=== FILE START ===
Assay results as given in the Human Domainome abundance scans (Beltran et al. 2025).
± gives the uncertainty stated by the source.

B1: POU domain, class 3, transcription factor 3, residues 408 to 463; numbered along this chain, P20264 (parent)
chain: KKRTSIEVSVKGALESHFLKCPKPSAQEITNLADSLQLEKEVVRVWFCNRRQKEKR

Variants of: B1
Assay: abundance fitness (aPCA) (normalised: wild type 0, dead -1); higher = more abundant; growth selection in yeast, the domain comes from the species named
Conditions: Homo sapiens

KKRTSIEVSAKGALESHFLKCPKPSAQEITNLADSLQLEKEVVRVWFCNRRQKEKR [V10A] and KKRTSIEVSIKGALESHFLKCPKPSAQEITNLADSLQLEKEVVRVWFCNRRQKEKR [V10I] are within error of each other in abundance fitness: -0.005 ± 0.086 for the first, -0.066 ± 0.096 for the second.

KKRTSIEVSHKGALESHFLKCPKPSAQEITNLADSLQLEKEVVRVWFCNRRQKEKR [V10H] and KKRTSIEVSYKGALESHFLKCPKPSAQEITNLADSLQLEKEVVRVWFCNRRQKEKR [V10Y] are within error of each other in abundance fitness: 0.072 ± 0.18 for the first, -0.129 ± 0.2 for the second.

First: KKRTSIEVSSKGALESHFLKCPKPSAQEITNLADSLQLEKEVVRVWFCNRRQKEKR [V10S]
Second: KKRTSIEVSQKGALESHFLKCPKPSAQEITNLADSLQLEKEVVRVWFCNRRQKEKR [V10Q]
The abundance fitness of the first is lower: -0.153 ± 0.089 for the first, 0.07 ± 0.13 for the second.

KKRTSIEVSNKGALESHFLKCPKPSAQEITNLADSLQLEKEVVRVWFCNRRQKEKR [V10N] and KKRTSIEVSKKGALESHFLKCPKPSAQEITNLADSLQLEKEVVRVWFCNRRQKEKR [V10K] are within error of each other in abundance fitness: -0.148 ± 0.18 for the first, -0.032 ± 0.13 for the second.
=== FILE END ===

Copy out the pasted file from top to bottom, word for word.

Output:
Assay results as given in the Human Domainome abundance scans (Beltran et al. 2025).
± gives the uncertainty stated by the source.

B1: POU domain, class 3, transcription factor 3, residues 408 to 463; numbered along this chain, P20264 (parent)
chain: KKRTSIEVSVKGALESHFLKCPKPSAQEITNLADSLQLEKEVVRVWFCNRRQKEKR

Variants of: B1
Assay: abundance fitness (aPCA) (normalised: wild type 0, dead -1); higher = more abundant; growth selection in yeast, the domain comes from the species named
Conditions: Homo sapiens

KKRTSIEVSAKGALESHFLKCPKPSAQEITNLADSLQLEKEVVRVWFCNRRQKEKR [V10A] and KKRTSIEVSIKGALESHFLKCPKPSAQEITNLADSLQLEKEVVRVWFCNRRQKEKR [V10I] are within error of each other in abundance fitness: -0.005 ± 0.086 for the first, -0.066 ± 0.096 for the second.

KKRTSIEVSHKGALESHFLKCPKPSAQEITNLADSLQLEKEVVRVWFCNRRQKEKR [V10H] and KKRTSIEVSYKGALESHFLKCPKPSAQEITNLADSLQLEKEVVRVWFCNRRQKEKR [V10Y] are within error of each other in abundance fitness: 0.072 ± 0.18 for the first, -0.129 ± 0.2 for the second.

First: KKRTSIEVSSKGALESHFLKCPKPSAQEITNLADSLQLEKEVVRVWFCNRRQKEKR [V10S]
Second: KKRTSIEVSQKGALESHFLKCPKPSAQEITNLADSLQLEKEVVRVWFCNRRQKEKR [V10Q]
The abundance fitness of the first is lower: -0.153 ± 0.089 for the first, 0.07 ± 0.13 for the second.

KKRTSIEVSNKGALESHFLKCPKPSAQEITNLADSLQLEKEVVRVWFCNRRQKEKR [V10N] and KKRTSIEVSKKGALESHFLKCPKPSAQEITNLADSLQLEKEVVRVWFCNRRQKEKR [V10K] are within error of each other in abundance fitness: -0.148 ± 0.18 for the first, -0.032 ± 0.13 for the second.